US tariffs on Mexico could affect fluorspar imports

By Michael Greenfield
Published: Tuesday, 09 July 2019

US business could suffer to the tune of millions of dollars if president Donald Trump’s import tariffs on Mexican produce, intended to curb illegal immigration, take hold.

US President Donald Trump’s import tariffs on Mexican produce would affect the industrial minerals sector, adding potential costs of millions of dollars to businesses in the United States.

Mexico-origin fluorspar, along with all other Mexican imports, were to be subject to 5% duty from June 10 if a resolution to the illegal immigration into the US via the US-Mexican border was not found. Fluorspar prices were already at historic highs due to the prevailing tightness in global supplies and this new duty would add further to costs for US businesses.

Fastmarkets’ price assessment for fluorspar, acidspar, 97% CaF2, wet filtercake, fob Tampico, Mexico, was $400-450 per tonne on May 30. This was unchanged since December 13, 2018, but still at a historic high point, last seen in early 2013.

There is some resistance from the US Senate because Mexico supplies a lot of agricultural goods to the US.

In 2018, the US imported 235,000 tonnes of acid-grade fluorspar, which at current prices would cost about $94-105.75 million. The 5% levy would add another $5 million to those costs.

The US also imported 75,000 tonnes of metallurgical-grade fluorspar from Mexico in 2018, according to data from the US Geological Survey.

And there was also potential for the tariffs to be pushed up to 25% by October 1 if Mexico does not submit to the US president’s demands on migration.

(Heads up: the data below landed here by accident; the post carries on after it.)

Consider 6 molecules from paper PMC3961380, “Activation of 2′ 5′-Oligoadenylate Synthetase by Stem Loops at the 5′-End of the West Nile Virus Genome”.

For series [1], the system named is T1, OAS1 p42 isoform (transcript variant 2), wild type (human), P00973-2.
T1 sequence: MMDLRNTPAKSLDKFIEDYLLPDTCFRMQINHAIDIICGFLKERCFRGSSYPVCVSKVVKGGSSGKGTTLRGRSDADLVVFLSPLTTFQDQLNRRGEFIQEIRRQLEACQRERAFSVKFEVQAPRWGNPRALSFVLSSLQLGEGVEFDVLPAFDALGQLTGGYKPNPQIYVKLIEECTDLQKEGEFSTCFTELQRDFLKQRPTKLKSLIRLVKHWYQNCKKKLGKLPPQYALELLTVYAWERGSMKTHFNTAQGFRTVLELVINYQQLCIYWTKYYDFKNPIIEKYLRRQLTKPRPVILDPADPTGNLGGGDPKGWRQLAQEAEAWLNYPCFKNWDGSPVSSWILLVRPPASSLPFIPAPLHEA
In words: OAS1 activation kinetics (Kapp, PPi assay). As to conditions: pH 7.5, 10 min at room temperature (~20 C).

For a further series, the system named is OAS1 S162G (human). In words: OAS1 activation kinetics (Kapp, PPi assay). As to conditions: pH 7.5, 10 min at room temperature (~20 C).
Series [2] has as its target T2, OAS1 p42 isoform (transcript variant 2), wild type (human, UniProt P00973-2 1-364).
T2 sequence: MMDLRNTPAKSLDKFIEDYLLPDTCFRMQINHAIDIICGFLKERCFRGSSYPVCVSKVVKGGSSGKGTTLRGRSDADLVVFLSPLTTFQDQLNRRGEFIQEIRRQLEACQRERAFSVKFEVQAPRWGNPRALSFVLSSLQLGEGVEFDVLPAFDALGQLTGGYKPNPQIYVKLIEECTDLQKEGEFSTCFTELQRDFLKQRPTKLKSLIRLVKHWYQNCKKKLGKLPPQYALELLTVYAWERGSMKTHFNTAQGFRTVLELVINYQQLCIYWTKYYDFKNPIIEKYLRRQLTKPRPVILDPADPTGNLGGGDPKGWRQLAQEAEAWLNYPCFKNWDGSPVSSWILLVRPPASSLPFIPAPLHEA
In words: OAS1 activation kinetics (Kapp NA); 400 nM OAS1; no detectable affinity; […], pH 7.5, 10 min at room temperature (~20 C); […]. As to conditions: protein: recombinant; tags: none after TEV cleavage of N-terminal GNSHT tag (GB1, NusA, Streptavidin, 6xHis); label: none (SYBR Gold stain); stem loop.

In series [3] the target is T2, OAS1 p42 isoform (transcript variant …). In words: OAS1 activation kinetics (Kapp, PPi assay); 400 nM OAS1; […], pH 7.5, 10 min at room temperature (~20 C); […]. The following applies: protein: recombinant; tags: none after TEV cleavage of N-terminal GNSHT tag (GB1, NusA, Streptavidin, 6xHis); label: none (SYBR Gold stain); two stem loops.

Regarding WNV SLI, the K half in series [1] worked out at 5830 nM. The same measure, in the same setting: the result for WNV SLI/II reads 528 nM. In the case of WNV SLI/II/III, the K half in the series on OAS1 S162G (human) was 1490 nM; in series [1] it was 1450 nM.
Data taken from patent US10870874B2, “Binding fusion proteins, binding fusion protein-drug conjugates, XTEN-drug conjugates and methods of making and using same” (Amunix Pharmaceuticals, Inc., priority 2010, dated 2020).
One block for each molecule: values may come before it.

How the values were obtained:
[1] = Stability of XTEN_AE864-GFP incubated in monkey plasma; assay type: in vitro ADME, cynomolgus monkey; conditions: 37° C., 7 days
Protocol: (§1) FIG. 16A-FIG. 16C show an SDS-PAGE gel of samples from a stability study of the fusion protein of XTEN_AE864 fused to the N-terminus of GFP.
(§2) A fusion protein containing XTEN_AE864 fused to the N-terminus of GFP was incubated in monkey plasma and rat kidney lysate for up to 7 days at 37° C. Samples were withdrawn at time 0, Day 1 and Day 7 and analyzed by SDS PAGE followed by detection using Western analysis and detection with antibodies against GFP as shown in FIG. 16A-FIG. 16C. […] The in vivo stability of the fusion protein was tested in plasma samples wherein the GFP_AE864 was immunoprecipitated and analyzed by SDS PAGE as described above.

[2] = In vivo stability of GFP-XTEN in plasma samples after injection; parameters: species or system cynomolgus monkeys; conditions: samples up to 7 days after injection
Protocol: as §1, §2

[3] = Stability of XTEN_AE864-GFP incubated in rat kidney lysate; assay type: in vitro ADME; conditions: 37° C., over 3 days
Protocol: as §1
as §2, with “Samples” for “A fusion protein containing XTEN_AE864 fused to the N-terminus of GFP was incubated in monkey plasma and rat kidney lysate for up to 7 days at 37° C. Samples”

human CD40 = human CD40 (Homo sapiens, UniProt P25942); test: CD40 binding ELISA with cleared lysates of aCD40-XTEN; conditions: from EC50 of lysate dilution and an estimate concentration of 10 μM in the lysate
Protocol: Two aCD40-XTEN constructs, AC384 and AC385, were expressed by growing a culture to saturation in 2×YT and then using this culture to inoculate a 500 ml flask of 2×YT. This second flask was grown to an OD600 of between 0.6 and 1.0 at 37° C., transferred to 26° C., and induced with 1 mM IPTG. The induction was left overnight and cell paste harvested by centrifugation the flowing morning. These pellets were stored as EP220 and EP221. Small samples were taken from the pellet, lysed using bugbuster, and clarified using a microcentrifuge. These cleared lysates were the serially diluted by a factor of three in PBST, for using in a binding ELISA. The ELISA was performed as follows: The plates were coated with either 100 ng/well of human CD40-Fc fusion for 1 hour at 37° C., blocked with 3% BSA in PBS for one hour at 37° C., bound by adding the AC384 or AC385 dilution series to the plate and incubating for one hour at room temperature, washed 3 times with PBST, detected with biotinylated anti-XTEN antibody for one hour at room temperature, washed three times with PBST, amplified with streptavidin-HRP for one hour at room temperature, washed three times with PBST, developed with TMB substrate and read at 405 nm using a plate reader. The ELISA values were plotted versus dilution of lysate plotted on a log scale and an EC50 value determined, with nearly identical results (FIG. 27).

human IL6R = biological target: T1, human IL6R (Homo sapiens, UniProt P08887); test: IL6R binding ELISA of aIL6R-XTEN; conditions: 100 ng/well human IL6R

Minor metals could be caught in 'US-China rare earths crossfire’

Elsewhere, traders have suggested that minor metals could become the next commodities to be caught up in the trade war between the US and China.

The government in Beijing has made a number of gestures suggesting that it could restrict the export of rare earths to the US.

These threats have been met with a certain amount of skepticism among market sources, but they have also pushed up the prices of a number of critical rare earth commodities.

The US Department of Defense was actively seeking new sources for these elements, which have a wide range of applications in the defense and high-tech industries.

And a number of sources have suggested to Fastmarkets that other strategic metals could be entangled in the trade dispute, including antimony.

On June 4 this year, the US Department of Commerce released a federal strategy intended to reduce the country’s dependence on foreign sources of 'critical minerals’ and promising 'unprecedented action.’

Recommendations included stockpiling, diversifying domestic critical mineral sources, and more efficient processing, manufacturing and recycling of critical minerals to minimize waste and increase supplies.



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